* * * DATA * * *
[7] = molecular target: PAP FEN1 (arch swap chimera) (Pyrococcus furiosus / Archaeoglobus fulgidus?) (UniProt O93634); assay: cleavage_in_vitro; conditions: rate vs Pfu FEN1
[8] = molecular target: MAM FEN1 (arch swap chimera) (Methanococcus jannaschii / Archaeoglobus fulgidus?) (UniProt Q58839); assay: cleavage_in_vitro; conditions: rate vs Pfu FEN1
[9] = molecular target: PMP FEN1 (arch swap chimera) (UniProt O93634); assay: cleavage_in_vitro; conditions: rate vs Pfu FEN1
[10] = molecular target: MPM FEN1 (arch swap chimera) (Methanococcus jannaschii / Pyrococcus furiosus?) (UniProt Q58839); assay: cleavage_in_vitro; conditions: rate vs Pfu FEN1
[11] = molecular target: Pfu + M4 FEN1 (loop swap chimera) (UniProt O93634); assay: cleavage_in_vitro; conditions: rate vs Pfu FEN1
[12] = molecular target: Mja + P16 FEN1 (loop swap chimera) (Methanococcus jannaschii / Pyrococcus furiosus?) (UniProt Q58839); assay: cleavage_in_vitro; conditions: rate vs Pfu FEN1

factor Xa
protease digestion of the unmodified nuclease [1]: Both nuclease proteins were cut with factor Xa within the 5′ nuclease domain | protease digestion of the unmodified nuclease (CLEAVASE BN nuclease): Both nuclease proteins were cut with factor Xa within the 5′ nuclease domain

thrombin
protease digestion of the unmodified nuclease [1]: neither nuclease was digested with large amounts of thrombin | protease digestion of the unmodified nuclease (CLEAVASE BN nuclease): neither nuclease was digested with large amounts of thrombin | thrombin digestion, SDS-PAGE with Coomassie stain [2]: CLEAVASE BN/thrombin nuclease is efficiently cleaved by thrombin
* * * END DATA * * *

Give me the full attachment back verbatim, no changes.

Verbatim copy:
[7] = molecular target: PAP FEN1 (arch swap chimera) (Pyrococcus furiosus / Archaeoglobus fulgidus?) (UniProt O93634); assay: cleavage_in_vitro; conditions: rate vs Pfu FEN1
[8] = molecular target: MAM FEN1 (arch swap chimera) (Methanococcus jannaschii / Archaeoglobus fulgidus?) (UniProt Q58839); assay: cleavage_in_vitro; conditions: rate vs Pfu FEN1
[9] = molecular target: PMP FEN1 (arch swap chimera) (UniProt O93634); assay: cleavage_in_vitro; conditions: rate vs Pfu FEN1
[10] = molecular target: MPM FEN1 (arch swap chimera) (Methanococcus jannaschii / Pyrococcus furiosus?) (UniProt Q58839); assay: cleavage_in_vitro; conditions: rate vs Pfu FEN1
[11] = molecular target: Pfu + M4 FEN1 (loop swap chimera) (UniProt O93634); assay: cleavage_in_vitro; conditions: rate vs Pfu FEN1
[12] = molecular target: Mja + P16 FEN1 (loop swap chimera) (Methanococcus jannaschii / Pyrococcus furiosus?) (UniProt Q58839); assay: cleavage_in_vitro; conditions: rate vs Pfu FEN1

factor Xa
protease digestion of the unmodified nuclease [1]: Both nuclease proteins were cut with factor Xa within the 5′ nuclease domain | protease digestion of the unmodified nuclease (CLEAVASE BN nuclease): Both nuclease proteins were cut with factor Xa within the 5′ nuclease domain

thrombin
protease digestion of the unmodified nuclease [1]: neither nuclease was digested with large amounts of thrombin | protease digestion of the unmodified nuclease (CLEAVASE BN nuclease): neither nuclease was digested with large amounts of thrombin | thrombin digestion, SDS-PAGE with Coomassie stain [2]: CLEAVASE BN/thrombin nuclease is efficiently cleaved by thrombin